Legislation to create a $30 billion fund to boost small-business lending is likely to pass the House this week and Senate leaders could consider it as early as next week.

At a Senate Small Business Committee roundtable Tuesday bankers praised the program but also said low demand and a tense examination environment are to blame for the decline in lending.

"It will be a great opportunity to provide capital to community banks," said W.A. (Bill) Loving, executive vice president and chief executive of Pendleton Community Bank. "It would be a good program because once demand does increase, there will be a need for additional capital."

The House Financial Services Committee passed the bill May 19 to create a $30 billion small-business lending fund to provide capital to community banks with incentives to spur small-business lending. The bill has faced opposition from lawmakers, particularly Republicans, who have tried to categorize it as a repeat of the Troubled Asset Relief Program.

Regulators and bankers acknowledged Tuesday that the lending shortfall is more than just a lack of capital. While bankers said regulators are making the problem worse by asking banks to raise more capital, the agencies defended their moves as necessary to protect the safety and soundness of the system.

"We don't have regulators arbitrarily raising capital on banks," said Tim Long, senior deputy comptroller and chief national bank examiner for the Office of Comptroller of the Currency.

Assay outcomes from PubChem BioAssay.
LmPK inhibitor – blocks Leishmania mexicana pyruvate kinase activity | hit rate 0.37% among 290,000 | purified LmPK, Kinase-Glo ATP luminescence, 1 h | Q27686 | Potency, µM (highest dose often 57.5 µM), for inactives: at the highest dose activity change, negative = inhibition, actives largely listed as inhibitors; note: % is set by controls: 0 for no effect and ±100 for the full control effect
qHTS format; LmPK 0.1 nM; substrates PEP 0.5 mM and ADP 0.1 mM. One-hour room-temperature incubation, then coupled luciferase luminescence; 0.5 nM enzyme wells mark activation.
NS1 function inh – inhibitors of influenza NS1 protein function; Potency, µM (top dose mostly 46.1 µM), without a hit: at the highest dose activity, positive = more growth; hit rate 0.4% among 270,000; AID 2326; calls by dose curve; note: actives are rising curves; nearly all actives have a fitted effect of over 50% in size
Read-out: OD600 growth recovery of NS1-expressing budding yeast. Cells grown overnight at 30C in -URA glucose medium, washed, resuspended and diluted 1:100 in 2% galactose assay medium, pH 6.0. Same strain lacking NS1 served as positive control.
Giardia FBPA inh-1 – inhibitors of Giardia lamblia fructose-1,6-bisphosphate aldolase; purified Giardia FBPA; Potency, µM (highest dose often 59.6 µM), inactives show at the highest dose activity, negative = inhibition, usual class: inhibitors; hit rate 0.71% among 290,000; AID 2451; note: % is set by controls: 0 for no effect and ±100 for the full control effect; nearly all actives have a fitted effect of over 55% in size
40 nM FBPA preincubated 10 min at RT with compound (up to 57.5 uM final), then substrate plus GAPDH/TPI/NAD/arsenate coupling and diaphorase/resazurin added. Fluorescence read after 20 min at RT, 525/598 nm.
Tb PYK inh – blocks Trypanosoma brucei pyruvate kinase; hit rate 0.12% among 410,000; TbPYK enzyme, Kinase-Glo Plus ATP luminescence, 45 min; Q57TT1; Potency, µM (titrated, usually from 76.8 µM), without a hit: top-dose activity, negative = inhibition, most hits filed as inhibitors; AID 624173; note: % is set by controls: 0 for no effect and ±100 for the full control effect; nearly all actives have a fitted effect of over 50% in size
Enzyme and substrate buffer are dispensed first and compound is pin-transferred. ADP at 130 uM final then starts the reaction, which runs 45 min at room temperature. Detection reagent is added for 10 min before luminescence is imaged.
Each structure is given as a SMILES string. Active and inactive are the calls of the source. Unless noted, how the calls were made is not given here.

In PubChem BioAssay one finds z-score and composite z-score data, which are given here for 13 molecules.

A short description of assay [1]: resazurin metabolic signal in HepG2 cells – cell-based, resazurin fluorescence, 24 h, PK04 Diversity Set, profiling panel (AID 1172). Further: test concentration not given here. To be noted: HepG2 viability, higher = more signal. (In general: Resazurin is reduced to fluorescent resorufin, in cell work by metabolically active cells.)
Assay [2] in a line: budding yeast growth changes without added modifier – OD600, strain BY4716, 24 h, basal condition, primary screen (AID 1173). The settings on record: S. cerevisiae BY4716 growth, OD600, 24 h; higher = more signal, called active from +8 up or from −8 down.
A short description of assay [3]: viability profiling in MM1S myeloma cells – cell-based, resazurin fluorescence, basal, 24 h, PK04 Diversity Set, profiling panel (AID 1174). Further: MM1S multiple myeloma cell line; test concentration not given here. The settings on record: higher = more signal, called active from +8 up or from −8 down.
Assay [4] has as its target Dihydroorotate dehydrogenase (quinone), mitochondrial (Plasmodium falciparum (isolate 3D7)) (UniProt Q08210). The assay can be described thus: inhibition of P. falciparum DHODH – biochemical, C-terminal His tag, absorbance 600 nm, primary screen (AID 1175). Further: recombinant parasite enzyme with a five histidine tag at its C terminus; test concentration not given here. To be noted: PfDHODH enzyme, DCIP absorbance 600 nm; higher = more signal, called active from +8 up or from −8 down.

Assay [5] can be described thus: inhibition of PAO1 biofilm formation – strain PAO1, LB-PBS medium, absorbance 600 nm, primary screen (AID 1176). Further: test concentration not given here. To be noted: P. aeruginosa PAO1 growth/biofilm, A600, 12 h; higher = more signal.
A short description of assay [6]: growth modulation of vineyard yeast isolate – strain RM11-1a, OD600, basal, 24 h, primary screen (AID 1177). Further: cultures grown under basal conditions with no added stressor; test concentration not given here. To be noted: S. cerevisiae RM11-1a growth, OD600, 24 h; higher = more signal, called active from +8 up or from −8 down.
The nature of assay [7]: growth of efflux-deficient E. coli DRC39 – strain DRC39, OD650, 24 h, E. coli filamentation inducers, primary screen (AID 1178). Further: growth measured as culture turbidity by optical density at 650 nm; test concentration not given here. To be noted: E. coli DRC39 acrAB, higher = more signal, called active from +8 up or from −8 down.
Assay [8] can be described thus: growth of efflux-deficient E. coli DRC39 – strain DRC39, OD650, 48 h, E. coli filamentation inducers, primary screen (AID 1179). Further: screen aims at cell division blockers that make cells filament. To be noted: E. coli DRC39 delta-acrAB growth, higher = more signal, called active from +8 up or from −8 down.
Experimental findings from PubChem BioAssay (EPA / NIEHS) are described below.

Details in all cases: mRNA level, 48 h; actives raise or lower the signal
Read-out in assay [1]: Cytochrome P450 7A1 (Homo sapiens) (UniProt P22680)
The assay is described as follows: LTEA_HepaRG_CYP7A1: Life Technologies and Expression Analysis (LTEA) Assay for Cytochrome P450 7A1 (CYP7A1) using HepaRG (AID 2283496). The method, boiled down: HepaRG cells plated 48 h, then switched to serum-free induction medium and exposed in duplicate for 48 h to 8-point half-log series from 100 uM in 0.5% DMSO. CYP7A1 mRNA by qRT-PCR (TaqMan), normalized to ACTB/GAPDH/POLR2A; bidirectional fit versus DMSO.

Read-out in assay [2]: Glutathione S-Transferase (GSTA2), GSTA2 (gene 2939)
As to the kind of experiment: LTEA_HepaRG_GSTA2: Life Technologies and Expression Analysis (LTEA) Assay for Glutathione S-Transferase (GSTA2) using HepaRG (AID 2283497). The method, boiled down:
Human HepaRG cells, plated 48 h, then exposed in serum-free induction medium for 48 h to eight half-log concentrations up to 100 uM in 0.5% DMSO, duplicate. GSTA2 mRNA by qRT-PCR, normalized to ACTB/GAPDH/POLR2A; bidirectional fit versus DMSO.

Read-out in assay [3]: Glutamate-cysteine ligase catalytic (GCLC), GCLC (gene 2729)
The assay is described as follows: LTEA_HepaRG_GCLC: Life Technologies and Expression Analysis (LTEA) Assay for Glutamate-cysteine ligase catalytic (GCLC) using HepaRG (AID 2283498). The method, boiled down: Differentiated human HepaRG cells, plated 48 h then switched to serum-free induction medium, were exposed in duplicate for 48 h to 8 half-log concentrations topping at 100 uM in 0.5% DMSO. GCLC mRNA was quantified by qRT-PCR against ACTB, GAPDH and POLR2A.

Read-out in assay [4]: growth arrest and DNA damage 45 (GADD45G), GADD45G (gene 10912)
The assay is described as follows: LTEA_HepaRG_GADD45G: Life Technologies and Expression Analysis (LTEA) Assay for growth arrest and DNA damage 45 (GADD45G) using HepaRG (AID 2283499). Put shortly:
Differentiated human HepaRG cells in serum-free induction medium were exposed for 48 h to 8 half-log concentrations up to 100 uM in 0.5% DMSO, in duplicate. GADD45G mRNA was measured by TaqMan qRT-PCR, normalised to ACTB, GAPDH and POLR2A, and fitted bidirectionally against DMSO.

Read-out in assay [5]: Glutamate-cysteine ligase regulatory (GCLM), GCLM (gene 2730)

Steve Fritts, associate director of risk management policy and examination oversight for the Federal Deposit Insurance Corp., said higher capital requirements reflected the economy. "Capital is a business necessity," he said. "It is not a regulatory construct that we make up. Except in those few cases where bankers are in denial, most are not, the great majority are not, the great majority are reasonably healthy and weathered some hard economic times reasonably well."

But Small Business Committee Chairman Mary Landrieu called for the finger-pointing to end. Lenders "say it is the regulator that is being unnecessarily strict," Landrieu said. "The regulators, of course, say the borrowers are not creditworthy and the banks are using the regulators as a convenient excuse for not making loans. … It is this back-and-forth blame game that small businesses are tired of hearing."

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